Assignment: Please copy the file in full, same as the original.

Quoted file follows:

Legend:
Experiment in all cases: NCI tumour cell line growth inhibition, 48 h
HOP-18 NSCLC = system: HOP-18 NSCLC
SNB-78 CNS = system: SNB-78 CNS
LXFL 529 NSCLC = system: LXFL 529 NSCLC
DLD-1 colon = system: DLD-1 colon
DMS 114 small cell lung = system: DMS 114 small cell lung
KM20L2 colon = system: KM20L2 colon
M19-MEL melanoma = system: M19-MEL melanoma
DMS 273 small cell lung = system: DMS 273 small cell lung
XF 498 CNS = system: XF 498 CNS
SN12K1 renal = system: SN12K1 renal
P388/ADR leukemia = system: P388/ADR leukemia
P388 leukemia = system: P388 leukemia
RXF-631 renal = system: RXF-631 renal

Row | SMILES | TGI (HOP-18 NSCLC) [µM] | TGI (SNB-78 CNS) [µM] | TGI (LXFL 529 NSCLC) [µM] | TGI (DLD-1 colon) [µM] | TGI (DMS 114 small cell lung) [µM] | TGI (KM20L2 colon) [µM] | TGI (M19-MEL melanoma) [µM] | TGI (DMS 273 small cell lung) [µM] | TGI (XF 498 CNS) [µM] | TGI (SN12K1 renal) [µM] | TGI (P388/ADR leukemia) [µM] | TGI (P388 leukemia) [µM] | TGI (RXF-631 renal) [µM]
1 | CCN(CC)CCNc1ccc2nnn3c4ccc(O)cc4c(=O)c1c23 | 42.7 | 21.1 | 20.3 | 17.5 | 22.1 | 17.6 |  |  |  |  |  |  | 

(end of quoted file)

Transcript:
Legend:
Experiment in all cases: NCI tumour cell line growth inhibition, 48 h
HOP-18 NSCLC = system: HOP-18 NSCLC
SNB-78 CNS = system: SNB-78 CNS
LXFL 529 NSCLC = system: LXFL 529 NSCLC
DLD-1 colon = system: DLD-1 colon
DMS 114 small cell lung = system: DMS 114 small cell lung
KM20L2 colon = system: KM20L2 colon
M19-MEL melanoma = system: M19-MEL melanoma
DMS 273 small cell lung = system: DMS 273 small cell lung
XF 498 CNS = system: XF 498 CNS
SN12K1 renal = system: SN12K1 renal
P388/ADR leukemia = system: P388/ADR leukemia
P388 leukemia = system: P388 leukemia
RXF-631 renal = system: RXF-631 renal

Row | SMILES | TGI (HOP-18 NSCLC) [µM] | TGI (SNB-78 CNS) [µM] | TGI (LXFL 529 NSCLC) [µM] | TGI (DLD-1 colon) [µM] | TGI (DMS 114 small cell lung) [µM] | TGI (KM20L2 colon) [µM] | TGI (M19-MEL melanoma) [µM] | TGI (DMS 273 small cell lung) [µM] | TGI (XF 498 CNS) [µM] | TGI (SN12K1 renal) [µM] | TGI (P388/ADR leukemia) [µM] | TGI (P388 leukemia) [µM] | TGI (RXF-631 renal) [µM]
1 | CCN(CC)CCNc1ccc2nnn3c4ccc(O)cc4c(=O)c1c23 | 42.7 | 21.1 | 20.3 | 17.5 | 22.1 | 17.6 |  |  |  |  |  |  | 